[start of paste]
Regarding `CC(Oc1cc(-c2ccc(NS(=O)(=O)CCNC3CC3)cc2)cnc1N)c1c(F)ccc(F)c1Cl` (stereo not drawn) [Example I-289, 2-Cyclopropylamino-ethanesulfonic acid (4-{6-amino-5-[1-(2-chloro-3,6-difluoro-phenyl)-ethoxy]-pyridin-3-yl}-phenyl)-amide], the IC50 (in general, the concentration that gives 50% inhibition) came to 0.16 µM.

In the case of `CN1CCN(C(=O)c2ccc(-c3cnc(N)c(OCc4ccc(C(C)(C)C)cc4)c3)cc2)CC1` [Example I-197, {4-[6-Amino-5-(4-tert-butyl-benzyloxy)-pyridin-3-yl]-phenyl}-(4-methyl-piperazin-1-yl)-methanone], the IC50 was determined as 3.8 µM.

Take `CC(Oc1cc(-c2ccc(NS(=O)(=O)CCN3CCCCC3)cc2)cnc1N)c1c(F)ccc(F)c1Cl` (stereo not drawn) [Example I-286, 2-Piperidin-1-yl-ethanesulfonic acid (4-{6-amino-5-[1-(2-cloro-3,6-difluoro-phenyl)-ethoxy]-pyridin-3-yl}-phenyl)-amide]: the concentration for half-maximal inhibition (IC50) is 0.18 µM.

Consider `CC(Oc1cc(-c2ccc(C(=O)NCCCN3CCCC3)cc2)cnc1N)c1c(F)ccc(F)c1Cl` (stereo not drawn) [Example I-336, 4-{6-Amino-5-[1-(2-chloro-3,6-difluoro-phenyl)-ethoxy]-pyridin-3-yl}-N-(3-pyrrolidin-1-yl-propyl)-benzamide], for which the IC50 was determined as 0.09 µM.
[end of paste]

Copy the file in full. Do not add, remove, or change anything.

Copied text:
Regarding `CC(Oc1cc(-c2ccc(NS(=O)(=O)CCNC3CC3)cc2)cnc1N)c1c(F)ccc(F)c1Cl` (stereo not drawn) [Example I-289, 2-Cyclopropylamino-ethanesulfonic acid (4-{6-amino-5-[1-(2-chloro-3,6-difluoro-phenyl)-ethoxy]-pyridin-3-yl}-phenyl)-amide], the IC50 (in general, the concentration that gives 50% inhibition) came to 0.16 µM.

In the case of `CN1CCN(C(=O)c2ccc(-c3cnc(N)c(OCc4ccc(C(C)(C)C)cc4)c3)cc2)CC1` [Example I-197, {4-[6-Amino-5-(4-tert-butyl-benzyloxy)-pyridin-3-yl]-phenyl}-(4-methyl-piperazin-1-yl)-methanone], the IC50 was determined as 3.8 µM.

Take `CC(Oc1cc(-c2ccc(NS(=O)(=O)CCN3CCCCC3)cc2)cnc1N)c1c(F)ccc(F)c1Cl` (stereo not drawn) [Example I-286, 2-Piperidin-1-yl-ethanesulfonic acid (4-{6-amino-5-[1-(2-cloro-3,6-difluoro-phenyl)-ethoxy]-pyridin-3-yl}-phenyl)-amide]: the concentration for half-maximal inhibition (IC50) is 0.18 µM.

Consider `CC(Oc1cc(-c2ccc(C(=O)NCCCN3CCCC3)cc2)cnc1N)c1c(F)ccc(F)c1Cl` (stereo not drawn) [Example I-336, 4-{6-Amino-5-[1-(2-chloro-3,6-difluoro-phenyl)-ethoxy]-pyridin-3-yl}-N-(3-pyrrolidin-1-yl-propyl)-benzamide], for which the IC50 was determined as 0.09 µM.